in top neck up to 200 mm from bottom of the neck.
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4.2 The Catalyst

The catalyst RKS-2 7H (Vol-39m3) supplied by HTAS was charged in secondary reformer
when the plant was commissioned in 1988. During 1990, 1992 and 1995 all the catalyst was
removed and screened for dust removal to achieve reduction in pressure drop. Complete
charge of original catalyst was replaced with new catalyst C-14-2 supplied by UCIL, in
August 98 after achieving longevity of around 10 years.

4.3 The Air Mixer

The only major maintenance carried out on the air mixer was during 1992 when the mixer
was found in heavily damaged/eroded condition. The holes of the air mixer had been enlarged
and were having multiple cracks. The mixer assembly was cut and spare assembly was
welded.

5. Failure of Secondary Reformer

5.1 Description of incidence

Ammonia-I was running normal at production rate of 1500 MTPD when on the evening of
18th Oct. 2001, gas leakage from one of the longitudinal weld joints in the conical portion of
secondary reformer was observed. On close observation, it was found that the gas was leaking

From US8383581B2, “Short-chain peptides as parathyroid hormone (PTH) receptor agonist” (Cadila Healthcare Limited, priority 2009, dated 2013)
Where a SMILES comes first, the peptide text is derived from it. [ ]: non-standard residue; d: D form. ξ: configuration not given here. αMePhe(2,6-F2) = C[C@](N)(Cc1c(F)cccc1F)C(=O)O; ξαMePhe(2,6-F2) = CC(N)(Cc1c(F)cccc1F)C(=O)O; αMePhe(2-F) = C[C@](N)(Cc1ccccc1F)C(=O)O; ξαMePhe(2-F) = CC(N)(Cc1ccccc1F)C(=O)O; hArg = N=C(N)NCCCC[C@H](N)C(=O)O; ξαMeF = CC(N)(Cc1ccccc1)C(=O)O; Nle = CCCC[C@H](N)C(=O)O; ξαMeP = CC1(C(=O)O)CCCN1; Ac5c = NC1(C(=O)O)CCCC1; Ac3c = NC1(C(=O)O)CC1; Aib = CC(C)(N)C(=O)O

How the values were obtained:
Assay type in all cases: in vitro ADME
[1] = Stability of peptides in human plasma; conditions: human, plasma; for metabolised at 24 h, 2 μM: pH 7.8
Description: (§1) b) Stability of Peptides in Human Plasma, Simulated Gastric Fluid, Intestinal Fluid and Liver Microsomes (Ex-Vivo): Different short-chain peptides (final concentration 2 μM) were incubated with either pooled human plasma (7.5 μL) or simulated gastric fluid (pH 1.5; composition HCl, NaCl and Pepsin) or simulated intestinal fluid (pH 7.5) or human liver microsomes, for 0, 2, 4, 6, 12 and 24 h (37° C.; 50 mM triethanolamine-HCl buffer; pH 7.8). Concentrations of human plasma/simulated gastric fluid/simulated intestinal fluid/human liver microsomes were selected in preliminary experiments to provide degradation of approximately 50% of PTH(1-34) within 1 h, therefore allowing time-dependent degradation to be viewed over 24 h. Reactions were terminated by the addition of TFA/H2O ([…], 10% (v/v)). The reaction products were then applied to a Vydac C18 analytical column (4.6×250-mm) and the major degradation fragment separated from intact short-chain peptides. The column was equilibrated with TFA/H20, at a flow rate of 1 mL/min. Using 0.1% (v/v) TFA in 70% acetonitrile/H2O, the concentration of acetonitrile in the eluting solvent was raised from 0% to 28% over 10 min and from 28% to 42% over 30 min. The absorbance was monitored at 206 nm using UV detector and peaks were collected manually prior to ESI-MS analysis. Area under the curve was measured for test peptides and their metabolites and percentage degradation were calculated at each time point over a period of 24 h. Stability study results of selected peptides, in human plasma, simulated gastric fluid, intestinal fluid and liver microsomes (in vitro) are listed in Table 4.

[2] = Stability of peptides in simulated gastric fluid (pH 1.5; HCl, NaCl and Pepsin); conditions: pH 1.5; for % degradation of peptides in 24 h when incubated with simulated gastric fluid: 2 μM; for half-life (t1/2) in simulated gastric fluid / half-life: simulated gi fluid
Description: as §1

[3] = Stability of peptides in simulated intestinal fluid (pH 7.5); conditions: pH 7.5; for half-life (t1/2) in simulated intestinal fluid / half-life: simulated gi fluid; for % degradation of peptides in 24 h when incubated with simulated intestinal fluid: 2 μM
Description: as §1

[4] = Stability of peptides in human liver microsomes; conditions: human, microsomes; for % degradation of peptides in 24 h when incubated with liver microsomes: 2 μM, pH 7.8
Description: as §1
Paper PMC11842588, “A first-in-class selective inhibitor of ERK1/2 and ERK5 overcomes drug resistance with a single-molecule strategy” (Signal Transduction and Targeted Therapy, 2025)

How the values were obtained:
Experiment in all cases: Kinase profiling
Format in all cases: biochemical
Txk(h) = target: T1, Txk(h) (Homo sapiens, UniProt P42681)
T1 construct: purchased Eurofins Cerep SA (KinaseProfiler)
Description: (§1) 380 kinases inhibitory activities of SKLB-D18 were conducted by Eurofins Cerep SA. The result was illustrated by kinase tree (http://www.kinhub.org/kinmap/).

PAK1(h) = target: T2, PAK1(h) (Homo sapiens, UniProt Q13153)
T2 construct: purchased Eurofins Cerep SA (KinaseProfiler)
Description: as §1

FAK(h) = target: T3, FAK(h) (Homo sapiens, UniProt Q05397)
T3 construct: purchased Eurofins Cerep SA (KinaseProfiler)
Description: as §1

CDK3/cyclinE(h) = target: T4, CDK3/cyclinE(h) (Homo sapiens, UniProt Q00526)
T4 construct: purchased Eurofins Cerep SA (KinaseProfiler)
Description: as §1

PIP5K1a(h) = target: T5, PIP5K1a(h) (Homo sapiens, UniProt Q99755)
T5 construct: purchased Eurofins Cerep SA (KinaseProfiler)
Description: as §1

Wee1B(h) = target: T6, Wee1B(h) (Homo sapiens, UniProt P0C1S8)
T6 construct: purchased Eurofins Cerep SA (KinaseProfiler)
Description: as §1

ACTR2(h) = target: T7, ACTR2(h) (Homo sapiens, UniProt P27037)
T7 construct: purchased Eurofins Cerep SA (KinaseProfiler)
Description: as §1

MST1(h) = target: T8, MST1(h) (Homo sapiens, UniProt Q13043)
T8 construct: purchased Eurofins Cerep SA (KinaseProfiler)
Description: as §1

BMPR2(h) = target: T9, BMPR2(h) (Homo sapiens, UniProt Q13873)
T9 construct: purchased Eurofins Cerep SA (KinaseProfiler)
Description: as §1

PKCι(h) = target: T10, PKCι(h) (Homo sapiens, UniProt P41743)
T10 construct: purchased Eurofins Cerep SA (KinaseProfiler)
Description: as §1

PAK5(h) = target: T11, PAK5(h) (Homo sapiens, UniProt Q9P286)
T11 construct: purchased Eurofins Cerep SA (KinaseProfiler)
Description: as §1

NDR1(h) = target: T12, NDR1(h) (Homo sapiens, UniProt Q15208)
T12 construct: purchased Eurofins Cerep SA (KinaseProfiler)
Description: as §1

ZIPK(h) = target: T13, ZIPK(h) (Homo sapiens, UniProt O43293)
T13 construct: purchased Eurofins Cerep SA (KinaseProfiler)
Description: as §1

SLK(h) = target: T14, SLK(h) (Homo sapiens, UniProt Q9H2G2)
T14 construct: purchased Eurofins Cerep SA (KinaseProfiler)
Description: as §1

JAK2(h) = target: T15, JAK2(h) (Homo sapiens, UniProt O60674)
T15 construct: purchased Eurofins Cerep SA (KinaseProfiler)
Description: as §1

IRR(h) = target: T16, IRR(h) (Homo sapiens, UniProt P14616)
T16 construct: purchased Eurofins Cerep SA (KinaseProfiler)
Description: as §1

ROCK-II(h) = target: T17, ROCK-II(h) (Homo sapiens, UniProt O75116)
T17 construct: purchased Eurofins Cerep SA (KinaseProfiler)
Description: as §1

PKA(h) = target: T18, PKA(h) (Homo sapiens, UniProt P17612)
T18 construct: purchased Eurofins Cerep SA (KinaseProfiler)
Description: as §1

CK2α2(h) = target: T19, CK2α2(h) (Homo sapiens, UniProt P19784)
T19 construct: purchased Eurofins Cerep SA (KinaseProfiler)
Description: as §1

from a 10mm long crack and a pinhole at a distance of 10mm from the crack on the edge of
one of the longitudinal weld seam of the cone. Figure 4 depicts the various longitudinal and
circumferential weld joints of secondary reformer.

Considering the critical process conditions of very high temperature and the process gas
containing hydrogen, the Ammonia-I was immediately shut down for thorough inspection and
repair.

5.2 Description of Failure

Initial inspection immediately after shutdown:

5.2.1 Inspection carried out from outside

• Magnetic particle test: On inspection by magnetic particle testing, a crack of


approximately 65-mm length (10 mm surface and 55 mm sub surface) was detected on
the longitudinal seam L-1.
• Ultrasonic testing: On inspection by ultrasonic testing (UT) from outside, the length of
the crack with varying depth was found to be around 1650 mm on the longitudinal seam
L-1.
After having detected a long crack on L-1 seam, the other two longitudinal petal joints (L-2
and L-3) of the conical shell were also checked by UT from outside and similar cracks were
found. The length of cracks was detected to be 1350 mm on L-2 seam and 2360 mm on L-3
seam with varying depth.